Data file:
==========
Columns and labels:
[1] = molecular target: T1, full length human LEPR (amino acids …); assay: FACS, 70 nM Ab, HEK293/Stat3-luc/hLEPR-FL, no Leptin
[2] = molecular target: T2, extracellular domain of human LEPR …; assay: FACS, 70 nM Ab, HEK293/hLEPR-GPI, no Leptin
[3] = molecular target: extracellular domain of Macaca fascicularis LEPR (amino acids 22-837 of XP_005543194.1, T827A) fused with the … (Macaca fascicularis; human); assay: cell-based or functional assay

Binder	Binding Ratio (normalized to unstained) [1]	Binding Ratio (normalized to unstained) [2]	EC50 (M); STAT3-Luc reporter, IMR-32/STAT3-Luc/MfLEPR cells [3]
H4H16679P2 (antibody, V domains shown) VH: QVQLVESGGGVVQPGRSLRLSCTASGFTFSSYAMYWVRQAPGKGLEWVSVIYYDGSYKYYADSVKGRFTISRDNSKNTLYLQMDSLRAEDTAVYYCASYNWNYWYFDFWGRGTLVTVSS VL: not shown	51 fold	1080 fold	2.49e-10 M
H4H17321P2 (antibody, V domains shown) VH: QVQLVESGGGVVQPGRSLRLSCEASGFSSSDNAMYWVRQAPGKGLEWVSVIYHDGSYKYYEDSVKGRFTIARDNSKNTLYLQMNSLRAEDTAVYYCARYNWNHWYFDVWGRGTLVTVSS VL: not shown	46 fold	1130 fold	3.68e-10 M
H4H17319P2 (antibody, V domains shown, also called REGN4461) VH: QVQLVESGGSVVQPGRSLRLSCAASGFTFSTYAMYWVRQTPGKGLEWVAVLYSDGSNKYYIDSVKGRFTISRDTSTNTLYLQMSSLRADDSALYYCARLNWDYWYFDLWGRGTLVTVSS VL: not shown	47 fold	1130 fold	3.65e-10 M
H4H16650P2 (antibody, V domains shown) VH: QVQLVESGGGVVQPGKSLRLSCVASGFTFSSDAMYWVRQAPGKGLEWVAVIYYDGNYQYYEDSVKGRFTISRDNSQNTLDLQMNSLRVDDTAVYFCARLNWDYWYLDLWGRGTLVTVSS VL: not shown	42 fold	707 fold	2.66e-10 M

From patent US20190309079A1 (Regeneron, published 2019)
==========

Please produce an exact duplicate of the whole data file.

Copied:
Columns and labels:
[1] = molecular target: T1, full length human LEPR (amino acids …); assay: FACS, 70 nM Ab, HEK293/Stat3-luc/hLEPR-FL, no Leptin
[2] = molecular target: T2, extracellular domain of human LEPR …; assay: FACS, 70 nM Ab, HEK293/hLEPR-GPI, no Leptin
[3] = molecular target: extracellular domain of Macaca fascicularis LEPR (amino acids 22-837 of XP_005543194.1, T827A) fused with the … (Macaca fascicularis; human); assay: cell-based or functional assay

Binder	Binding Ratio (normalized to unstained) [1]	Binding Ratio (normalized to unstained) [2]	EC50 (M); STAT3-Luc reporter, IMR-32/STAT3-Luc/MfLEPR cells [3]
H4H16679P2 (antibody, V domains shown) VH: QVQLVESGGGVVQPGRSLRLSCTASGFTFSSYAMYWVRQAPGKGLEWVSVIYYDGSYKYYADSVKGRFTISRDNSKNTLYLQMDSLRAEDTAVYYCASYNWNYWYFDFWGRGTLVTVSS VL: not shown	51 fold	1080 fold	2.49e-10 M
H4H17321P2 (antibody, V domains shown) VH: QVQLVESGGGVVQPGRSLRLSCEASGFSSSDNAMYWVRQAPGKGLEWVSVIYHDGSYKYYEDSVKGRFTIARDNSKNTLYLQMNSLRAEDTAVYYCARYNWNHWYFDVWGRGTLVTVSS VL: not shown	46 fold	1130 fold	3.68e-10 M
H4H17319P2 (antibody, V domains shown, also called REGN4461) VH: QVQLVESGGSVVQPGRSLRLSCAASGFTFSTYAMYWVRQTPGKGLEWVAVLYSDGSNKYYIDSVKGRFTISRDTSTNTLYLQMSSLRADDSALYYCARLNWDYWYFDLWGRGTLVTVSS VL: not shown	47 fold	1130 fold	3.65e-10 M
H4H16650P2 (antibody, V domains shown) VH: QVQLVESGGGVVQPGKSLRLSCVASGFTFSSDAMYWVRQAPGKGLEWVAVIYYDGNYQYYEDSVKGRFTISRDNSQNTLDLQMNSLRVDDTAVYFCARLNWDYWYLDLWGRGTLVTVSS VL: not shown	42 fold	707 fold	2.66e-10 M

From patent US20190309079A1 (Regeneron, published 2019)